Goodbye to Savannah

At last, spring is here!  Although it was cold and rainy again today, it's not as cold as it used to be and it doesn't stay cold nearly as long. We will be leaving this area soon, so over the weekend we took one last trip to Savannah, to say goodbye to that beautiful city. Savannah seems to represent the best of the South, with its variety, beauty, history, Live Oaks and good food. We specifically went there this time to eat at the Pirate House Restaurant.
The building is reported to be the oldest in Georgia, dating back to 1754.  It started as a colonial Herb House and was later transformed into a tavern; during this time it earned a reputation as a good place to get shanghaied into service on ships. Now it's a popular tourist spot. Like many old places, there seems to be a misunderstanding between "let's keep it historic-looking" and "this could use a good cleaning". But it's not over the line and it really is quite appealing. It's actually several separate small buildings that have been joined together over the years. We were seated in a tiny room that just held 3 tables; most of one wall was taken up by the fireplace.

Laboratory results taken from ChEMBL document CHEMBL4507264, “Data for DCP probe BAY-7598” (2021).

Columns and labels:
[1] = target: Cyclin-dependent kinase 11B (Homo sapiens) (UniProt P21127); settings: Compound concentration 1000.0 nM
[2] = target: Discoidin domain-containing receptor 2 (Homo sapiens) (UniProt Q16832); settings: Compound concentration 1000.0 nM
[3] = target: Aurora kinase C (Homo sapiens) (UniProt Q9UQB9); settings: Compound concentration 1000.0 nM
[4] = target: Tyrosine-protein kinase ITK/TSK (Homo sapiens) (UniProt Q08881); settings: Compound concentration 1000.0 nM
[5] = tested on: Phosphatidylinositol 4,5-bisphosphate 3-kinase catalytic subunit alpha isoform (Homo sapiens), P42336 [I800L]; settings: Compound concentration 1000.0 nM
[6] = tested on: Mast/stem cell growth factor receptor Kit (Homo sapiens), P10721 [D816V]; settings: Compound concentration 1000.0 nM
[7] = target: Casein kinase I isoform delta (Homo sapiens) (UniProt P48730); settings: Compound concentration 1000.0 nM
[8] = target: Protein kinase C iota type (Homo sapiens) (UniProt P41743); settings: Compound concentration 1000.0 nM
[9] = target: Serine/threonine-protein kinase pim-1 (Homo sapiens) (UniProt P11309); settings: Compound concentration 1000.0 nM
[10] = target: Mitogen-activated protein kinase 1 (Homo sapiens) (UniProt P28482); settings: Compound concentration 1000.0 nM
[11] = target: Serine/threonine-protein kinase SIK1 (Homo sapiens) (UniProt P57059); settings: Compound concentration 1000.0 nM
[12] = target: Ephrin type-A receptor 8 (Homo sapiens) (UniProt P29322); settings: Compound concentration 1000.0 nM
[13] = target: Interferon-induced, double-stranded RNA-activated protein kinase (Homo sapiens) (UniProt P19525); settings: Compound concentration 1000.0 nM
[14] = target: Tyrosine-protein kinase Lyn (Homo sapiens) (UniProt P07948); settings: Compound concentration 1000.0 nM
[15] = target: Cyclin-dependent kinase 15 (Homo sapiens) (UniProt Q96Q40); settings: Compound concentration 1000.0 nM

The restaurant (like most of Savannah) bills itself as haunted, and I suppose that it has as good a chance as any. The modifications over the years encourage the feeling that something is odd here; for example this spookily-lit staircase goes right up to the ceiling.
But we weren't here for stories, we were here for the food! And it turns out that they do fried chicken very well. This is one of Randy's favorite meals, so it's always a treat to find a place that does it right.
I was looking for something that I won't get up North so I ordered a shrimp po'boy. It was OK, but I think the chicken is their real specialty.

After lunch we took a short walk towards the riverfront area, ending up at Emmet Park's tall harbor light. It looks like an over-grown light post, but from 1858 through the 1930s it really was used to guide ships around dangerous areas.
And of course we admired the architecture. If there is a book of Savannah's iron gates, it must be a huge, heavy book, because there seems to be no end to the variety. 

Two years ago: San Diego and Mexico

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